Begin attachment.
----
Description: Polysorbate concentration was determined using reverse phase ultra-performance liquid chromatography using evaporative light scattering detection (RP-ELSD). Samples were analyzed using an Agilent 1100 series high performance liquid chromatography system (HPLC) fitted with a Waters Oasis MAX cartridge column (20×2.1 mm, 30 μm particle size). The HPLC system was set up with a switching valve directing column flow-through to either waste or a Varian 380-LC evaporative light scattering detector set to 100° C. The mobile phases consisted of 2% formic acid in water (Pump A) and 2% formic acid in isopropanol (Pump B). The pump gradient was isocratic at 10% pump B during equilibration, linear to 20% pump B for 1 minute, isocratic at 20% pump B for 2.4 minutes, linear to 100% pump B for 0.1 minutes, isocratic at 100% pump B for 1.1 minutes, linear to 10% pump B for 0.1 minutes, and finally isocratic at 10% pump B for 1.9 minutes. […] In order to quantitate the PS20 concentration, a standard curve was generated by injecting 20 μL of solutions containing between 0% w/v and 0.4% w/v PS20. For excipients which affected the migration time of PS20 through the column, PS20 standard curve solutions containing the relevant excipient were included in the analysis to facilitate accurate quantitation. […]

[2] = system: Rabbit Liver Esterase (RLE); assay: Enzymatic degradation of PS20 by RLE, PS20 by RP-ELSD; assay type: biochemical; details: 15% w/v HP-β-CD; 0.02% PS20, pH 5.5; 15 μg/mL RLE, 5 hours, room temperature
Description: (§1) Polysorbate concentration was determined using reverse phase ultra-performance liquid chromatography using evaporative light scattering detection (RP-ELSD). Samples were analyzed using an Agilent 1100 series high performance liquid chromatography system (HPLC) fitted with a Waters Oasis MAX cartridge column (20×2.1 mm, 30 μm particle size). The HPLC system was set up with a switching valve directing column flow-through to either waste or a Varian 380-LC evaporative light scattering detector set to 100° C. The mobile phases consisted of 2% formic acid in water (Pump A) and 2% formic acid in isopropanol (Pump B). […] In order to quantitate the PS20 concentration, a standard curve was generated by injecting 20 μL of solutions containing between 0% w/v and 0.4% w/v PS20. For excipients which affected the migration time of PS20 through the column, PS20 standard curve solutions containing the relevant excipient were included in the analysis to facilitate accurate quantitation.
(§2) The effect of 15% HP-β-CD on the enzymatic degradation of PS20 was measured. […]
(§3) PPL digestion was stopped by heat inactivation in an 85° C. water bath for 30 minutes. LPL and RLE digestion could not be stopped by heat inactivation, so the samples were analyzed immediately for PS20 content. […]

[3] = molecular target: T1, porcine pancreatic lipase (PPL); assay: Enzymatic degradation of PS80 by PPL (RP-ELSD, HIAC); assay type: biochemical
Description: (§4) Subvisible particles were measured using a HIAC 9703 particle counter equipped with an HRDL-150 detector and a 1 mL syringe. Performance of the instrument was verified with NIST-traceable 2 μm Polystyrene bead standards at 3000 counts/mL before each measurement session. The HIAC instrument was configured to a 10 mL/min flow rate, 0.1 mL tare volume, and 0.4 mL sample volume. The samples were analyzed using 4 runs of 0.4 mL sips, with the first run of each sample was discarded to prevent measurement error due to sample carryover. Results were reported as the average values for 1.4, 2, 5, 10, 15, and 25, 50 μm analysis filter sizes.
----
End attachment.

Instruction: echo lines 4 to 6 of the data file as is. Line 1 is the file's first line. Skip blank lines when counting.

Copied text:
(§2) The effect of 15% HP-β-CD on the enzymatic degradation of PS20 was measured. […]
(§3) PPL digestion was stopped by heat inactivation in an 85° C. water bath for 30 minutes. LPL and RLE digestion could not be stopped by heat inactivation, so the samples were analyzed immediately for PS20 content. […]

[3] = molecular target: T1, porcine pancreatic lipase (PPL); assay: Enzymatic degradation of PS80 by PPL (RP-ELSD, HIAC); assay type: biochemical